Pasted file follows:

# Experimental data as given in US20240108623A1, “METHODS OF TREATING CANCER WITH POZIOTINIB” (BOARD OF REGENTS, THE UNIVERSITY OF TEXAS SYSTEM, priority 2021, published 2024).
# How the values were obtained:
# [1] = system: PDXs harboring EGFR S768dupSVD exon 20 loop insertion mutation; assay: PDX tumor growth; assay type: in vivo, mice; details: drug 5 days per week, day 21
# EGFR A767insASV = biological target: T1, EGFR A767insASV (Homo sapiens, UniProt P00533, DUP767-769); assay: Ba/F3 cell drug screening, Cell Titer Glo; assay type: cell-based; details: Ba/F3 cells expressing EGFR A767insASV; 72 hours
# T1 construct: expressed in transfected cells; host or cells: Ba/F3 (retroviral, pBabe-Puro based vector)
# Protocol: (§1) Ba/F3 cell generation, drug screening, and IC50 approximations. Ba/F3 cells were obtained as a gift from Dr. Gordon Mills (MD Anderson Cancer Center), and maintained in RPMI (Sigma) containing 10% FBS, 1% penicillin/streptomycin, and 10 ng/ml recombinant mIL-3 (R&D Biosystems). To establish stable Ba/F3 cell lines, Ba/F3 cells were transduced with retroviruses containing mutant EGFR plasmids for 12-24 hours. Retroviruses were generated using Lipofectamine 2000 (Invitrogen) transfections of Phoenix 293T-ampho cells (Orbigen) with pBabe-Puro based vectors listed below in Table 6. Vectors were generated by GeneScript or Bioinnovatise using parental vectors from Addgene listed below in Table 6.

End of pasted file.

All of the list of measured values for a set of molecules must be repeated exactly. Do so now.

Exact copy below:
# Experimental data as given in US20240108623A1, “METHODS OF TREATING CANCER WITH POZIOTINIB” (BOARD OF REGENTS, THE UNIVERSITY OF TEXAS SYSTEM, priority 2021, published 2024).
# How the values were obtained:
# [1] = system: PDXs harboring EGFR S768dupSVD exon 20 loop insertion mutation; assay: PDX tumor growth; assay type: in vivo, mice; details: drug 5 days per week, day 21
# EGFR A767insASV = biological target: T1, EGFR A767insASV (Homo sapiens, UniProt P00533, DUP767-769); assay: Ba/F3 cell drug screening, Cell Titer Glo; assay type: cell-based; details: Ba/F3 cells expressing EGFR A767insASV; 72 hours
# T1 construct: expressed in transfected cells; host or cells: Ba/F3 (retroviral, pBabe-Puro based vector)
# Protocol: (§1) Ba/F3 cell generation, drug screening, and IC50 approximations. Ba/F3 cells were obtained as a gift from Dr. Gordon Mills (MD Anderson Cancer Center), and maintained in RPMI (Sigma) containing 10% FBS, 1% penicillin/streptomycin, and 10 ng/ml recombinant mIL-3 (R&D Biosystems). To establish stable Ba/F3 cell lines, Ba/F3 cells were transduced with retroviruses containing mutant EGFR plasmids for 12-24 hours. Retroviruses were generated using Lipofectamine 2000 (Invitrogen) transfections of Phoenix 293T-ampho cells (Orbigen) with pBabe-Puro based vectors listed below in Table 6. Vectors were generated by GeneScript or Bioinnovatise using parental vectors from Addgene listed below in Table 6.